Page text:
So that’s pretty much it folks. The hotel offers other services like paid massage, a restaurant, Sauna Room, laundry etc. You can also buy snacks and beverages from the vending machines via your wrist band (which has a barcode) which you obviously pay for when you check-out.  There was only one western toilet and most were japanese style – bear that in mind, or adopt the ‘when in Rome’ attitude. The capsule itself was quite roomy, though I found this one quite stifling – it was a warm late February day and maybe the floor heaters were still set ? TV is available but you have to purchase a charge card and headset when checking in. Ear plugs are usually a good ide as well as you often get a hammered salaryman who can snore the freakin’ house down.  A sheet and blanket are always inside the capsule as well. Pull the curtain down at the end of your capsule, lights out and I’ll see you tomorrow morning. At a tad over 4000 yen, it’s not what I’d call bargain accommodation (I’m always on the look-out for the 2000 yen price!). But it is very central, well run and quite clean. Oyasuminasai folks, and don’t forget to brush your teeth (as is common in many Capsule Hotels they provide toothbrushes with a bottle of teeth cleanser which you brush and rinse with). Good luck ! I will also include some footage on youtube.

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Also read a previous post on the First Inn Capsule Hotel in Kyobashi, not too far to walk from Tokyo Station

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Buying Flowers in Japan

10 Feb

Flowers – that of the gift giving variety – are inexpensive and available at most grocery stores in Japan. For the life of me, I cannot fathom why flowers are so overpriced in countried like Australia and New Zealand. ¥300 to ¥500 is very cheap for a bunch of flowers, when prices are much much higher (read $5o or higher) in places like Sydney or Melbourne. I wouldn’t know a carnation from a lily but that ain’t the point. The inexpensive price for a nice bunch of flowers is the point !

Smoking In Japan

10 Feb

smoking is a health hazard goddamit !

As a non-smoker, the issue of cigarettes and smoking in Japan has long been an issue for me. Japan are still years behind most Western countries when it comes to smoking in restaurants and public places. Sure the major JR stations have a ‘smokers box’ aka as the cancer box, where smokers head in there and chuff away like it’s their final ciggy. If you’re in a restaurant and someone is smoking the best thing to do is to politely ask them to stop. Here’s the phrase:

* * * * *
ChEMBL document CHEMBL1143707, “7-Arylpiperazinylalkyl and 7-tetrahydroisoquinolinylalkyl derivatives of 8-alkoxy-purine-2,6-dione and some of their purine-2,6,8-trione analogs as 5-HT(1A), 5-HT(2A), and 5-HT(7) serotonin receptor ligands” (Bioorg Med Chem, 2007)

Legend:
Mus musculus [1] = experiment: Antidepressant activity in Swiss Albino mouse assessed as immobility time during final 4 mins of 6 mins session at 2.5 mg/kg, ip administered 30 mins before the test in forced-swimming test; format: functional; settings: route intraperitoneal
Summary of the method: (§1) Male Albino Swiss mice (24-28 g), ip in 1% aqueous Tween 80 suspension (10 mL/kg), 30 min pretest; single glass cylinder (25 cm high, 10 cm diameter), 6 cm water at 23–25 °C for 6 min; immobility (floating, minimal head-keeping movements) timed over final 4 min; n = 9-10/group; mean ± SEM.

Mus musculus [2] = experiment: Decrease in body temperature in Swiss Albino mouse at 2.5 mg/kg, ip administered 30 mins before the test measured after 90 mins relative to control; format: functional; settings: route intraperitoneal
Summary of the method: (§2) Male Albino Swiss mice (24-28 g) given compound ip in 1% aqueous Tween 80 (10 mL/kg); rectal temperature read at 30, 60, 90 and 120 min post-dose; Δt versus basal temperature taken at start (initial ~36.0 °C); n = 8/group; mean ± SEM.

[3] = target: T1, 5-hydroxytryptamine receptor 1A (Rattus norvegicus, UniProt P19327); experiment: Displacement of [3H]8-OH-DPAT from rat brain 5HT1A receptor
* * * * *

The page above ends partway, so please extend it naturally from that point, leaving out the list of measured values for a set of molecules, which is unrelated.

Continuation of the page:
‘koko tobacco yamate kudasai’ which tranlates as ‘please stop smoking here’

If they persist, you may as well just get up and leave, but that’s the phrase to try anyway.

English Radio In Japan – Eagle 810

9 Feb

I’ve blogged about Eagle 810 before, but wish to do a further post. They play cool classic rock which I really dig. Ozzy, Kiss, Scorpions, Stevie Nicks – even Airbourne and Jet ! News and Information as well. AFN Tokyo is an affiliate of the worldwide American Forces Radio and they broadcast from the Yokota Air Base. Listening to Eagle 810 does nothing to improve your japanese, but it’s become a part of life here in Japan and is always set on the radio dial. Schedule guide and site info is here. Anyone know what happened to old DJ’s Jake and Danny ?!

Accessing Your Cash In Japan

22 Jul

 

This post will be of special interest to visitors of Japan. A few years ago, it could be an absolute nightmare trying to find an ATM in Japan which would accept your Credit Card. If you lived and worked in the country, sure you could simply open a bank account and obviously access most ATMS, but if you are a visitor with minimal language skills, good luck ! Recently though, things have changed – with the news all good. Most 7-11 convenience stores (or ‘7’ as they are now known) have an ATM inside the store which accept most Credit Cards – known as Seven Bank, look for the ATM sign underneath the 7 sign outside the store. Simply insert your credit card, select the desired language (English !), and follow the instructions. There is a small transaction fee (I got charged $4) to use the machine, but considering the ease of obtaining cash, it is well worth it. They’ve a great site in english at http://www.sevenbank.co.jp/intlcard/index2.html